I think you should go for it. It's a great learning experience.

  4. I think you're ready to judge a contest. You understand a writer needs feedback that won't destroy their psyche, so I'm positive you'll be a valuable resource to them. :)

    I used to teach classes to people in a different creative endeavor, and if they were struggling or veering off towards disaster, I would say what I liked about what they were doing, and then I'd say, "You might want to try such-and-such", and show them what I meant. It was up to them to decide whether it worked for them.

    I try to do the same when I judge contest entries. It's an enjoyable experience, helping someone else, AND learning more about your own writing.

  5. Thanks ladies for stopping by and Samatha I really love the fact that you take the time to write a personal note on the entry. I think I'll take that piece of advice and tuck it away.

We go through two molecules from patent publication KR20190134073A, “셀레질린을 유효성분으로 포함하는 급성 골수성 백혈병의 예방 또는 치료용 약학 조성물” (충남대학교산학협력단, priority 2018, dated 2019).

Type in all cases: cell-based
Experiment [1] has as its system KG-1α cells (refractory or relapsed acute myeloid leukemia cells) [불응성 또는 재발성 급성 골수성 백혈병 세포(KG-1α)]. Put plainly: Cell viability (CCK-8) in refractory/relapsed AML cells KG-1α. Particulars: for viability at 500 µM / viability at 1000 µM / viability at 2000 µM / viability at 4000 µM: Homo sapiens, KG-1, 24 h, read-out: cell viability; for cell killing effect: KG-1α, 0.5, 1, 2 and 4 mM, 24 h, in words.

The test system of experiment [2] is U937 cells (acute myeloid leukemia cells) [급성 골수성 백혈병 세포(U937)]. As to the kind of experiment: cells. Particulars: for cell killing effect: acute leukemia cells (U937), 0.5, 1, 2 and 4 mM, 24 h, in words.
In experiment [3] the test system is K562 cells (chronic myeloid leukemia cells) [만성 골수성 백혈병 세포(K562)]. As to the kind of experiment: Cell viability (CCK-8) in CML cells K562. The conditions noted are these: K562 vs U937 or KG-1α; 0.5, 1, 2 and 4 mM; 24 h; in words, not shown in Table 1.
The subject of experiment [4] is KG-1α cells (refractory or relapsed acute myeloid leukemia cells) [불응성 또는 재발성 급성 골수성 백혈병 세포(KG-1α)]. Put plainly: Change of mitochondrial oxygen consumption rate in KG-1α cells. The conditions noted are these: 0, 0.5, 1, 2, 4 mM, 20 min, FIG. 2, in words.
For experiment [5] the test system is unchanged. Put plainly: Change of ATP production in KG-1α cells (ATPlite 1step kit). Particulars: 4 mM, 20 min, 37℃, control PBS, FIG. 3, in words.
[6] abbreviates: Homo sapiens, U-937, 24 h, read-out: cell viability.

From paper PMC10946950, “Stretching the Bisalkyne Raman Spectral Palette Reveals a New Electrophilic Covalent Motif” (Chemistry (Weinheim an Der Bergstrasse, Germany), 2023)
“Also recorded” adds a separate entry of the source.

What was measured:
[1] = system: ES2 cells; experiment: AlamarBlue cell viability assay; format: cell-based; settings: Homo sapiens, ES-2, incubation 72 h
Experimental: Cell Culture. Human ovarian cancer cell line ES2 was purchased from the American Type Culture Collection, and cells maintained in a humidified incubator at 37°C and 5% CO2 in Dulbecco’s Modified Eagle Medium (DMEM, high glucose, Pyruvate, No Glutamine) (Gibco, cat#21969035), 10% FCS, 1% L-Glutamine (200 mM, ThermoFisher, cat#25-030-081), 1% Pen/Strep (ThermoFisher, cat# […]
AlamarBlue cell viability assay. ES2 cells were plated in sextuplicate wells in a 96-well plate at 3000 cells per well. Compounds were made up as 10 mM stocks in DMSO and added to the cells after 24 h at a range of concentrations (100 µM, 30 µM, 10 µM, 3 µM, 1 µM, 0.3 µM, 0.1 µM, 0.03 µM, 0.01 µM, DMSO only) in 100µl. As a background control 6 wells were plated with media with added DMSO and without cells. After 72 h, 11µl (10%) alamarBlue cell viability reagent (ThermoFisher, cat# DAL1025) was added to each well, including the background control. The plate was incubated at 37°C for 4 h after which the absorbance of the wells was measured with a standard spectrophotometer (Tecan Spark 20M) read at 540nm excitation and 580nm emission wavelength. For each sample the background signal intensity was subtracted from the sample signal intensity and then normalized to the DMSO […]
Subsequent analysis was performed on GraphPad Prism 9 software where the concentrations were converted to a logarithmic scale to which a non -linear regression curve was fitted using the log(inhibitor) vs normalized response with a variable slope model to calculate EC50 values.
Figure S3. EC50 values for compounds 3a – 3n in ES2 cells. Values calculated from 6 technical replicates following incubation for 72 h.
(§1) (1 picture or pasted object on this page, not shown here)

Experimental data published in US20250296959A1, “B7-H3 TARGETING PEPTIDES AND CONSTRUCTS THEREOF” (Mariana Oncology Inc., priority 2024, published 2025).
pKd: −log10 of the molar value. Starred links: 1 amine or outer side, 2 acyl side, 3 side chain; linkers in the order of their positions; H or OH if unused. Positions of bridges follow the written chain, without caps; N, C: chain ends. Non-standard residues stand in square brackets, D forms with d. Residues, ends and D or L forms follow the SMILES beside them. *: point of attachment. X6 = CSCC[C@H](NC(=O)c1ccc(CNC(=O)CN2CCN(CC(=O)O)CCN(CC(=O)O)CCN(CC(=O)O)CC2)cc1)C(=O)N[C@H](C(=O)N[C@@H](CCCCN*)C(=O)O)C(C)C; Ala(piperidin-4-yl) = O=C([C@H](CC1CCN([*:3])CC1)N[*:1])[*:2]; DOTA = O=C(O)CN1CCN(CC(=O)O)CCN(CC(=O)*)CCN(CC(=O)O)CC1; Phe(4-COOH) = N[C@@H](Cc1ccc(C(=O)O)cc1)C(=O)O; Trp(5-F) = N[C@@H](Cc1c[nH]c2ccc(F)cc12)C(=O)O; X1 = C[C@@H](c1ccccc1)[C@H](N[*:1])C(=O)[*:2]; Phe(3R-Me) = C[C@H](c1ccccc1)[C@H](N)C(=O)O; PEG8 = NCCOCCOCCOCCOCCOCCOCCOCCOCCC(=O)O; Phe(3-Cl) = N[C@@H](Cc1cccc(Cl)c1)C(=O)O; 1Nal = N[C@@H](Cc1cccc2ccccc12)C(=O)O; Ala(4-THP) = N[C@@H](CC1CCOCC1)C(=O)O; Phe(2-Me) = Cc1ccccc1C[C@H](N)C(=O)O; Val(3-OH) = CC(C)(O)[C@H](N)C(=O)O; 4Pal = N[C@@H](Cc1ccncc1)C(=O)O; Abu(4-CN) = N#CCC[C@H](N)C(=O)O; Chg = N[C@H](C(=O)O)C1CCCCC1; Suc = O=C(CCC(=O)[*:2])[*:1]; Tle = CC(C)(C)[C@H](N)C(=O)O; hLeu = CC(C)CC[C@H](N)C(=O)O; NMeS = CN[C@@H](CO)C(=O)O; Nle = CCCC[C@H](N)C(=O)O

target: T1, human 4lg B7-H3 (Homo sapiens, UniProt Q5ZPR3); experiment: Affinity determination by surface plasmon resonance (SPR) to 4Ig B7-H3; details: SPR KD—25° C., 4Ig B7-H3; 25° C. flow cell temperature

Sheila I think that was another pet peeve of mine as well. I would pay to enter these contests and then I would little to no feedback at all. So I felt like I had wasted my money. So you can bet I'll endeavor to give feedback on every entry.

    Clarissa I would love to know which contests offer training, I'll hit you up this afternoon with an email lol. I think it's a great idea to train our judges so we don't get ridiculous feedback that may or may not be right.

    Donna I love how you phrase it, "You might want to try..." that's an excellent suggestion and I'm going to use it if you don't mind lol. You've actually got me looking forward to trying this out.

    As always you ladies are wonderful for your suggestions and comments. Thanks!

  6. Melissa,